British Columbia’s provincial flag flies on a flagpole in Ottawa, Friday July 3, 2020. THE CANADIAN PRESS/Adrian Wyld

British Columbia’s provincial flag flies on a flagpole in Ottawa, Friday July 3, 2020. THE CANADIAN PRESS/Adrian Wyld

B.C. privacy law applies to federal political parties, commissioner’s office finds

University of Victoria prof says first time independent regulator asserted jurisdiction over parties

The office of British Columbia’s privacy commissioner has found that federal political parties are subject to the province’s Personal Information Protection Act,a decision that experts say opens the door for a level of independent oversight not currently in place when it comes understanding how the parties use personal data.

Colin Bennett, a professor in the department of political science at the University of Victoria who specializes in privacy and data protection, said the decision marks the first time an independent regulator has asserted jurisdiction over federal parties.

Canada is among a handful of democratic countries where privacy legislation doesn’t cover political parties, except for B.C., where the law and the commissioner’s oversight extends to parties at the provincial level, Bennett said.

The decision from the office of B.C.’s privacy commissioner asserts that federal parties are also subject to the province’s privacy law when it comes to the collection, use and disclosure of the personal information of B.C. residents.

“In my view, it’s not something that the political parties should be in any way resisting,” Bennett said of privacy legislation and oversight. “It’s just asking them to abide by the same set of rules that other organizations abide by, particularly when they’re using vast quantities of personal data to engage in digital campaigning.”

The Liberal, Conservative and New Democratic parties have 30 days to apply for a judicial review of the March 1 decision by David Loukidelis, a lawyer and delegate of B.C.’s commissioner who previously served in the role.

Should the order stand, it means an investigation can proceed into the data handling practices of those three parties as well as the federal Greens.

The decision stemmed from complaints by three B.C. residents who had asked the parties about the personal information they held about them, how it was used and to whom it had been disclosed. They were unsatisfied with the parties’ responses.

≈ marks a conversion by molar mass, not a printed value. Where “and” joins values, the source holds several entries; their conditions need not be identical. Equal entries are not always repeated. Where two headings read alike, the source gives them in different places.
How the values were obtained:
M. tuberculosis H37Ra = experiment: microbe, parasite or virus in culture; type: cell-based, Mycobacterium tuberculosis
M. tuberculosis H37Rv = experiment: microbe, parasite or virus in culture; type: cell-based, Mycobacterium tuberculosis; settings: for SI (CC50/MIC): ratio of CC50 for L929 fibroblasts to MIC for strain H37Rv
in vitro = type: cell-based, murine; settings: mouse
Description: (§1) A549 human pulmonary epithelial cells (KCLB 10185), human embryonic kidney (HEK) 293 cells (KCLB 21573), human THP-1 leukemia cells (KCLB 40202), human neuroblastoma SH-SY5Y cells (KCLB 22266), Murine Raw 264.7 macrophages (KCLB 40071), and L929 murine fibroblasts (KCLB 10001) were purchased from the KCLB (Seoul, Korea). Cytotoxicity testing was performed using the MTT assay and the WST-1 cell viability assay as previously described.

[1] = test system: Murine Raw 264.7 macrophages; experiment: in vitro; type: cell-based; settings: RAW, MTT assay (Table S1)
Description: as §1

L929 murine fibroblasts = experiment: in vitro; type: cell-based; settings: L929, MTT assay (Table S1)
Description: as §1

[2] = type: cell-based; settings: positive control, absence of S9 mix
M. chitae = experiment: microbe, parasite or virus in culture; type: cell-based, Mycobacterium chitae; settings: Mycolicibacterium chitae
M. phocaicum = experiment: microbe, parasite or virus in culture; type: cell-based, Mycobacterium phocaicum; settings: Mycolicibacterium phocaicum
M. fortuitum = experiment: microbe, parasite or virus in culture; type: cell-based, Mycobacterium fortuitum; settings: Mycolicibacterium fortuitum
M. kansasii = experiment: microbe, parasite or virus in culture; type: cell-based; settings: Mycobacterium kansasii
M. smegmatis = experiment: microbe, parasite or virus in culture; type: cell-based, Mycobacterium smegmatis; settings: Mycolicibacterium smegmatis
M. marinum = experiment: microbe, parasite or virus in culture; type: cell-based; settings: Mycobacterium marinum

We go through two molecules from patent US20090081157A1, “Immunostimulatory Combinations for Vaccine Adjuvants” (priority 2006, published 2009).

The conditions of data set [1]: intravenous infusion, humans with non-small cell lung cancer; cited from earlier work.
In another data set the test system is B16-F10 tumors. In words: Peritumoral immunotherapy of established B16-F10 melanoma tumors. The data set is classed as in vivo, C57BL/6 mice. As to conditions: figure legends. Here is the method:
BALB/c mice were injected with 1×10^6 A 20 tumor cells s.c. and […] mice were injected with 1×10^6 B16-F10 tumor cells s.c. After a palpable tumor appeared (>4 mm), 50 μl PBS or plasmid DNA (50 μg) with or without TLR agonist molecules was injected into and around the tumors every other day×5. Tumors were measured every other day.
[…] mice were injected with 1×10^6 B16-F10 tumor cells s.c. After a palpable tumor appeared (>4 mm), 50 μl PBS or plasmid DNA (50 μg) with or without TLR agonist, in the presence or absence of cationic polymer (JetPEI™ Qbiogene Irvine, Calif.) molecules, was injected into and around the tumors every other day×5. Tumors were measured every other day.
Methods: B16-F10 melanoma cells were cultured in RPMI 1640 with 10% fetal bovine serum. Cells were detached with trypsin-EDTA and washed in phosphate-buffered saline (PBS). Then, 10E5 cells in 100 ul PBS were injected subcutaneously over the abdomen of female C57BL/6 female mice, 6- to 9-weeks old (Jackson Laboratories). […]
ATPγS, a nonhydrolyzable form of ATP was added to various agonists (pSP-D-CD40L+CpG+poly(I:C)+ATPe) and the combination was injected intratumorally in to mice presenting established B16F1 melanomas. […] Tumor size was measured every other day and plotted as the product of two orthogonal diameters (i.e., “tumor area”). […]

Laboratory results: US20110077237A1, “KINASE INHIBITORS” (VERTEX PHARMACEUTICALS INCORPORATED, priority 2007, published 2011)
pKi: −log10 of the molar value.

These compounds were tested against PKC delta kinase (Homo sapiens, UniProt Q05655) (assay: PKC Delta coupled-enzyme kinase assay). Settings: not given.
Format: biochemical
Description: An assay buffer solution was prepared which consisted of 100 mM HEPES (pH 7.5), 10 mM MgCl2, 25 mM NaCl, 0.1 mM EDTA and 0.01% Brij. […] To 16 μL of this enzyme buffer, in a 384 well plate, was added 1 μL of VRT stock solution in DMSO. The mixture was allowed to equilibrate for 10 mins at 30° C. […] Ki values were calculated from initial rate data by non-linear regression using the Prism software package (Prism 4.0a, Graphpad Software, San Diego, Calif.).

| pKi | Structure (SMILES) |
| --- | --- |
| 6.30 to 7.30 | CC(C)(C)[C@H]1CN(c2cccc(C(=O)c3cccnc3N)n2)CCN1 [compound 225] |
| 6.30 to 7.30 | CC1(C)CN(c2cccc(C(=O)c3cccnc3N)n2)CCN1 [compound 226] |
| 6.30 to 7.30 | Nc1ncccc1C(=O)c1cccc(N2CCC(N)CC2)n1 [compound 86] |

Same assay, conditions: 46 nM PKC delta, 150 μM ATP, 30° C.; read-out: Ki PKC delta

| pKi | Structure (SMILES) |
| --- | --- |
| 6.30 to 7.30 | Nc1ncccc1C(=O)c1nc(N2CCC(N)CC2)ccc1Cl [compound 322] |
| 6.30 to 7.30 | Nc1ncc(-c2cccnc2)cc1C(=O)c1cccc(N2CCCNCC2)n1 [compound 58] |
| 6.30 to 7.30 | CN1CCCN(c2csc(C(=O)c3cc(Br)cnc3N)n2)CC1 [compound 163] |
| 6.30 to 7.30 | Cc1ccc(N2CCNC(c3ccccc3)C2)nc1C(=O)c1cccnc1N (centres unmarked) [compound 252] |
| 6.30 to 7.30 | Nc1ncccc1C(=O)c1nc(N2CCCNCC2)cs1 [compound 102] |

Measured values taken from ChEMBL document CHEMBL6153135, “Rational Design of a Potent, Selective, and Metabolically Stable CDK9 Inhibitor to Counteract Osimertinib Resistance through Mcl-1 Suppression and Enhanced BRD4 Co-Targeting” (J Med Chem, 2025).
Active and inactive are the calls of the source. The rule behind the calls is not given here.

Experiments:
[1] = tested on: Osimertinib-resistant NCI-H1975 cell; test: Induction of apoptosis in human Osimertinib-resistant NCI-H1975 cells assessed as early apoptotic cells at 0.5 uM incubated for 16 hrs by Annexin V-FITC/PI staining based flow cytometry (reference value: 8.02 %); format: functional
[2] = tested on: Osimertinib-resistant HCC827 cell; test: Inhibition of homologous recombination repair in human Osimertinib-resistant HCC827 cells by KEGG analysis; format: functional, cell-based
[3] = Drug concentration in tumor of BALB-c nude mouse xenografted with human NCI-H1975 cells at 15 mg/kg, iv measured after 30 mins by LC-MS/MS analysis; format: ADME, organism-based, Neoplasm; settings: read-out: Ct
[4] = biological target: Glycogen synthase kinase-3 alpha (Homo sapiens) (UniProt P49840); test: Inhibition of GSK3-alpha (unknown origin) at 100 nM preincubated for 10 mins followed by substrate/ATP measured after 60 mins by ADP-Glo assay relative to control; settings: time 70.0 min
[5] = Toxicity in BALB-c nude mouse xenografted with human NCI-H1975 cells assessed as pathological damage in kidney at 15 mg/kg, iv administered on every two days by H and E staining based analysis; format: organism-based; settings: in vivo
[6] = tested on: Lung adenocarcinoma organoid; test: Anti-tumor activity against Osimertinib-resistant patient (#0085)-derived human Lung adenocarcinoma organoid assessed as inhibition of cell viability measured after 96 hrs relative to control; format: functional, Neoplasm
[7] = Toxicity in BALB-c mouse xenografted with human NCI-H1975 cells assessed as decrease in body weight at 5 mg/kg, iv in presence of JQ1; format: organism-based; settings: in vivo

The Liberal, Conservative and New Democratic parties sought to quash the complaints and challenged the constitutional authority of B.C.’s privacy commissioner to investigate under the province’s privacy legislation.

Loukidelis, who is also a former B.C. deputy attorney general and justice minister, wrote in his decision that he was not persuaded by their arguments. He found the provincial commissioner has the jurisdiction to investigate the parties.

The Green Party did not challenge the complaints or investigation.

The Liberal, Conservative and New Democratic parties did not respond to requests for comment on the decision from the office of B.C.’s privacy commissioner.

Andrew Clement, a professor emeritus with the faculty of information at the University of Toronto, is one of the three B.C. residents who filed complaints.

Any investigation into the parties’ data practices could allay concerns, he said.

“Or it might reveal that they’re handling our data in ways we didn’t expect and which we, speaking as citizens, would find excessive or unwarranted or beyond things that we would consent to, or that we think is appropriate for a democratic government.”

If the investigation produces findings that compel the federal parties to change their data handling practices in order to comply with B.C.’s privacy laws, Bennett said it would mean B.C. residents would have different rights than other Canadians.

The parties would have to consider whether they want to apply one set of personal data protection and privacy rights in B.C. and another in the rest of Canada, and whether people in other provinces would stand for such a discrepancy, he said.

Quebec amended its legislation related to the protection of personal data last year to include certain provisions that cover political parties. Recent amendments to federal privacy legislation have not covered political parties, Clement noted.

Clement and the other complainants from B.C. are being supported by the Centre for Digital Rights, established by businessman and philanthropist Jim Balsillie.

The centre also supported Gary Dickson, a former member of the Alberta legislature who had served as Saskatchewan’s privacy commissioner, in a complaint to the federal privacy commissioner over political parties’ data practices.

The complaint argued that the parties were contravening the Personal Information Protection and Electronic Documents Act by not properly informing Canadians how they collect, use, or disclose their personal information to conduct political advertising, including “micro-targeted” ads based on detailed profiles of individuals.

While privacy commissioner Daniel Therrien determined last May that the parties are not subject to the federal law since their activities are not commercial in nature, the statement announcing his decision notes that his office has repeatedly called for political parties to be subject to privacy legislation and independent oversight.

—Brenna Owen, The Canadian Press

RELATED: Privacy report says B.C. medical clinics must do more to protect information

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